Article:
In 1980 the TP-1 Mercedes Container Truck and Trailer was changed from red to powder blue with different advertising, and is another set which has always created interest. A new TP-16 Articulated Truck (#50) and Trailer (another trailer made exclusively for these sets) is illustrated in a striking two-tone metallic deep green and lime green. However like the silver TP-7 three years earlier it was never released, but was to be found disappointingly in the original blue and yellow, although the yellow was now a lemon shade. Later it was released with the same red cab from the #63 Freeway Gas Tanker and a silver dump.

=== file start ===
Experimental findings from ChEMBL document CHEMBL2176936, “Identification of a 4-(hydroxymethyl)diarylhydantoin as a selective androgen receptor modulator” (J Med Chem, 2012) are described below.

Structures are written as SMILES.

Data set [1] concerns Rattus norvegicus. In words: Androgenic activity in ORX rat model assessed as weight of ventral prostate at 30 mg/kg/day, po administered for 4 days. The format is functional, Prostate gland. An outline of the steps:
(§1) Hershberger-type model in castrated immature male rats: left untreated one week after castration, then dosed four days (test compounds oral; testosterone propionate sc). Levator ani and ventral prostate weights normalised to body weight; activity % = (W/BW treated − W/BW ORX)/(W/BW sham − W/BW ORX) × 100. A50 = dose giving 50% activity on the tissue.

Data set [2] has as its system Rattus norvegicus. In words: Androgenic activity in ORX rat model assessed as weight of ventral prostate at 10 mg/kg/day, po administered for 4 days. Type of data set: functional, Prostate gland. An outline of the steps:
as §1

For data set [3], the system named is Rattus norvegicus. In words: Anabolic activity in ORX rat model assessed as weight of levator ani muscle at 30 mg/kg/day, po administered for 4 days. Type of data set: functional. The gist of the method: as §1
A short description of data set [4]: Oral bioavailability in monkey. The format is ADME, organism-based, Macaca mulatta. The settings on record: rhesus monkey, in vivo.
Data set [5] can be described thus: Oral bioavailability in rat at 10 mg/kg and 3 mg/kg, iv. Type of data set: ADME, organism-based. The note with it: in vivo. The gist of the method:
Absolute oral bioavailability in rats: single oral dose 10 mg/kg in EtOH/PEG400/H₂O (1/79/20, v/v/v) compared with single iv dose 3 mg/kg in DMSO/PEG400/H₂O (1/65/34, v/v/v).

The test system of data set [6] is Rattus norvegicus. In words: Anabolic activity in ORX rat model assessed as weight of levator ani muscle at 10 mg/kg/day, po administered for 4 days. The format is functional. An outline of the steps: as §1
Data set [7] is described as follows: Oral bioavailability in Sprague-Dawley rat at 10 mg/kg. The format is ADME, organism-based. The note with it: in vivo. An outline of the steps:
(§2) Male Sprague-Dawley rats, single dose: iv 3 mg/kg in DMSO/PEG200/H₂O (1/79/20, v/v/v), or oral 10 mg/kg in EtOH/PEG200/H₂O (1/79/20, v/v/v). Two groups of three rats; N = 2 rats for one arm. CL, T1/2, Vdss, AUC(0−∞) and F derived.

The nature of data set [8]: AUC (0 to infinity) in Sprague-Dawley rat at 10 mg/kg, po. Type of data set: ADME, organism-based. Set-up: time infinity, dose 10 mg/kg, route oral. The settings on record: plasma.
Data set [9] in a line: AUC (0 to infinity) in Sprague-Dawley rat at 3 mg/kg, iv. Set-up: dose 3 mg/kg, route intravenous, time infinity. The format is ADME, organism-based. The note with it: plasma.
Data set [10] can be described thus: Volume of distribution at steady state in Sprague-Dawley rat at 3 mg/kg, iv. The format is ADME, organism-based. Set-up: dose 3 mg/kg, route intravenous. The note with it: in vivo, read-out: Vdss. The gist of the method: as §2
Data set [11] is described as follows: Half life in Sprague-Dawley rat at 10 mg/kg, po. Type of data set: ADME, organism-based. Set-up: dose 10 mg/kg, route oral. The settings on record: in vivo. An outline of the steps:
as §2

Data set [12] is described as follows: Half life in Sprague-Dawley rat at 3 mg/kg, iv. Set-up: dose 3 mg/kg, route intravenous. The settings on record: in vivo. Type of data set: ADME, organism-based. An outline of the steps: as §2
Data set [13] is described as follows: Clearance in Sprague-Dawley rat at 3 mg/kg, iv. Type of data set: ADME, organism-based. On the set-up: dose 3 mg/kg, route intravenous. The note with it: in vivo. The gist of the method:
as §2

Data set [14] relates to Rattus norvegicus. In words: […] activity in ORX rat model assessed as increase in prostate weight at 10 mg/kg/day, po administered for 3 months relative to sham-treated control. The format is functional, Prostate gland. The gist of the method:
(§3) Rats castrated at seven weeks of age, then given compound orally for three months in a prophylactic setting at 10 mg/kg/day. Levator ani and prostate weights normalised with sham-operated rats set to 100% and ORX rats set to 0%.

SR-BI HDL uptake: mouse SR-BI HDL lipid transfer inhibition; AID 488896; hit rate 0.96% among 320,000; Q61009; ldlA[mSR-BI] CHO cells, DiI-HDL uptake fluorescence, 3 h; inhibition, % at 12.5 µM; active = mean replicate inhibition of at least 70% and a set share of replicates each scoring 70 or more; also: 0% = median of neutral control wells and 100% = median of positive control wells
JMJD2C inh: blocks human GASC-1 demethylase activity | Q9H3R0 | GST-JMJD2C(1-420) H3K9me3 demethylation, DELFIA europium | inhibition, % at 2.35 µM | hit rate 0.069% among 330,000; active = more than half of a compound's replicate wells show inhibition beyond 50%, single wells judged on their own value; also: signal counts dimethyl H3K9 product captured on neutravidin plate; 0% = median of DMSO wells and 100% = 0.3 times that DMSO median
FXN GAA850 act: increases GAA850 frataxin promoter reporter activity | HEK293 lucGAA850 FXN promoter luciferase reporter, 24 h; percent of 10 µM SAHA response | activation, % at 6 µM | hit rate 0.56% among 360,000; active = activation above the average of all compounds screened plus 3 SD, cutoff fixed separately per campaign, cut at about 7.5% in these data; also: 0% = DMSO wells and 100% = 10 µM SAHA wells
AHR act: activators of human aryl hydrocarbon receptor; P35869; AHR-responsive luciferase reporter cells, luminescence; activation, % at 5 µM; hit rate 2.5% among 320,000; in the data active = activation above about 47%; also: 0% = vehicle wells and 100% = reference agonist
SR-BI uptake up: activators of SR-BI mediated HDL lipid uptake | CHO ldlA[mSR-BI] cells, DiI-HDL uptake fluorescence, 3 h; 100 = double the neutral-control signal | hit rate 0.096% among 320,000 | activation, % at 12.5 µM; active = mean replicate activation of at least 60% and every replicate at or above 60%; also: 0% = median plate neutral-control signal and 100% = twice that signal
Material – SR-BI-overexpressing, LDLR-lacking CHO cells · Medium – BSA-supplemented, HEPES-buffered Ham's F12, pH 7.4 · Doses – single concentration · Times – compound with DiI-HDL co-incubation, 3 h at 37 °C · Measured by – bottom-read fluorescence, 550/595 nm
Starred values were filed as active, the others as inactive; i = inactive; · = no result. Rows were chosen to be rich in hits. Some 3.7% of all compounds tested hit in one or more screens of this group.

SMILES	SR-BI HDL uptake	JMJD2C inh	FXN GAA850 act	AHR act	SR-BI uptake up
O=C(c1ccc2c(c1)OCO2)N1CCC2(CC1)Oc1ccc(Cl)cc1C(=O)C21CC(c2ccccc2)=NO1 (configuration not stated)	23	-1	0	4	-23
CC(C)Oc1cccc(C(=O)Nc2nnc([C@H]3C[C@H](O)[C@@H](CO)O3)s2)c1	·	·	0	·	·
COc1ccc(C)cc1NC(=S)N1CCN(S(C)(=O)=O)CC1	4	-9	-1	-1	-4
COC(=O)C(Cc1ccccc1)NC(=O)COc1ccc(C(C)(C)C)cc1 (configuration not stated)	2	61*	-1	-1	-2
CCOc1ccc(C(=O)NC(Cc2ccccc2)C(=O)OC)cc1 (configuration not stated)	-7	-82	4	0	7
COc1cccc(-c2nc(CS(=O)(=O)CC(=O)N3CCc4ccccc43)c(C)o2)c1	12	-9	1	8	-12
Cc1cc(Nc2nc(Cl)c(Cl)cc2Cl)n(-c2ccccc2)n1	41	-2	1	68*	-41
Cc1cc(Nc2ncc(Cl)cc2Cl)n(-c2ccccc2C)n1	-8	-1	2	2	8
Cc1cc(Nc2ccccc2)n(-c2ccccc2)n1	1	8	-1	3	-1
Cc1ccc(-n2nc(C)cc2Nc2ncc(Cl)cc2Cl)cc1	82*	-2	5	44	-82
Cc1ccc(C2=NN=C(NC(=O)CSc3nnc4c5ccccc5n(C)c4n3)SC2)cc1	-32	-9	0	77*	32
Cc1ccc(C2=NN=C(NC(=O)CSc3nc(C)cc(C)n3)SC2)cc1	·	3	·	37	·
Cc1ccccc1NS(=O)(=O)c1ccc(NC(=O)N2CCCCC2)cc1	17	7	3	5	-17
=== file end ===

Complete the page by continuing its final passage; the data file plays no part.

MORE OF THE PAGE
However this disappointing non-materialisation of an impressive colour scheme pales by comparison to the let-downs of 1981. The TP-4 Maserati is illustrated in a dark blue colour but was never released, the TP-7 was shown in a very impressive red shade, but it was decided to revert back to the original yellow. This seems a curious decision as the red colour was an improvement and it seems unlikely it would have cost any more to produce. This set has always been almost impossible to track down and though rumours persist that it was issued in Holland, I believe that it did not appear outside of the factory.